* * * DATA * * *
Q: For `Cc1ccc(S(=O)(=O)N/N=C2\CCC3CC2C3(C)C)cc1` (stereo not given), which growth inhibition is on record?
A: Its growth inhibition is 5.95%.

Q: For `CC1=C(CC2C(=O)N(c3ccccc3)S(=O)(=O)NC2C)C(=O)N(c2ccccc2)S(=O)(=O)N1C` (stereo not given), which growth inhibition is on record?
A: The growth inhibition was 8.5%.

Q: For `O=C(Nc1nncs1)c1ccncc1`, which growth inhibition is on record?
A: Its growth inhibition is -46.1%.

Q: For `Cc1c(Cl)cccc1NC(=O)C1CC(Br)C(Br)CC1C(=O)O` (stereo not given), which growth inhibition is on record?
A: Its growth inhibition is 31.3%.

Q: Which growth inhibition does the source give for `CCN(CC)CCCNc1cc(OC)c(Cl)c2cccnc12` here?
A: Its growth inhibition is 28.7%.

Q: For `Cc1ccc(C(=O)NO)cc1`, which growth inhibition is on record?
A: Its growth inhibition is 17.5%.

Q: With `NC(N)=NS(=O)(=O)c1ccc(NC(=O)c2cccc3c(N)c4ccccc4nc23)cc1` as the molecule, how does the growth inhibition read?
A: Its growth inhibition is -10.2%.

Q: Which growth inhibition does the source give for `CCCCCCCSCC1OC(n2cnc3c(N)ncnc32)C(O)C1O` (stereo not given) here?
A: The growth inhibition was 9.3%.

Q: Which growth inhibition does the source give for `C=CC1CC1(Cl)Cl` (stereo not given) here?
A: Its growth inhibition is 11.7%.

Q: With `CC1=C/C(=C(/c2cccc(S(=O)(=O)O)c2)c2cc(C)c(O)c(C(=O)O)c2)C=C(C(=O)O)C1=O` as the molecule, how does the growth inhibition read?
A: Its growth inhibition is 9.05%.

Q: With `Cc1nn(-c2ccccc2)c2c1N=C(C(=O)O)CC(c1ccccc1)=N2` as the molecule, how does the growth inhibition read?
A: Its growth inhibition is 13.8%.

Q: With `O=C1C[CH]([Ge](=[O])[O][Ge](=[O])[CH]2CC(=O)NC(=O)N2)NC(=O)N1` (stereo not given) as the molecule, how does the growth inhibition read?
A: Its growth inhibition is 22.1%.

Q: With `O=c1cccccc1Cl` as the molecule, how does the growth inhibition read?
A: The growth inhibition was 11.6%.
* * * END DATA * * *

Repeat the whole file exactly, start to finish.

Q: For `Cc1ccc(S(=O)(=O)N/N=C2\CCC3CC2C3(C)C)cc1` (stereo not given), which growth inhibition is on record?
A: Its growth inhibition is 5.95%.

Q: For `CC1=C(CC2C(=O)N(c3ccccc3)S(=O)(=O)NC2C)C(=O)N(c2ccccc2)S(=O)(=O)N1C` (stereo not given), which growth inhibition is on record?
A: The growth inhibition was 8.5%.

Q: For `O=C(Nc1nncs1)c1ccncc1`, which growth inhibition is on record?
A: Its growth inhibition is -46.1%.

Q: For `Cc1c(Cl)cccc1NC(=O)C1CC(Br)C(Br)CC1C(=O)O` (stereo not given), which growth inhibition is on record?
A: Its growth inhibition is 31.3%.

Q: Which growth inhibition does the source give for `CCN(CC)CCCNc1cc(OC)c(Cl)c2cccnc12` here?
A: Its growth inhibition is 28.7%.

Q: For `Cc1ccc(C(=O)NO)cc1`, which growth inhibition is on record?
A: Its growth inhibition is 17.5%.

Q: With `NC(N)=NS(=O)(=O)c1ccc(NC(=O)c2cccc3c(N)c4ccccc4nc23)cc1` as the molecule, how does the growth inhibition read?
A: Its growth inhibition is -10.2%.

Q: Which growth inhibition does the source give for `CCCCCCCSCC1OC(n2cnc3c(N)ncnc32)C(O)C1O` (stereo not given) here?
A: The growth inhibition was 9.3%.

Q: Which growth inhibition does the source give for `C=CC1CC1(Cl)Cl` (stereo not given) here?
A: Its growth inhibition is 11.7%.

Q: With `CC1=C/C(=C(/c2cccc(S(=O)(=O)O)c2)c2cc(C)c(O)c(C(=O)O)c2)C=C(C(=O)O)C1=O` as the molecule, how does the growth inhibition read?
A: Its growth inhibition is 9.05%.

Q: With `Cc1nn(-c2ccccc2)c2c1N=C(C(=O)O)CC(c1ccccc1)=N2` as the molecule, how does the growth inhibition read?
A: Its growth inhibition is 13.8%.

Q: With `O=C1C[CH]([Ge](=[O])[O][Ge](=[O])[CH]2CC(=O)NC(=O)N2)NC(=O)N1` (stereo not given) as the molecule, how does the growth inhibition read?
A: Its growth inhibition is 22.1%.

Q: With `O=c1cccccc1Cl` as the molecule, how does the growth inhibition read?
A: The growth inhibition was 11.6%.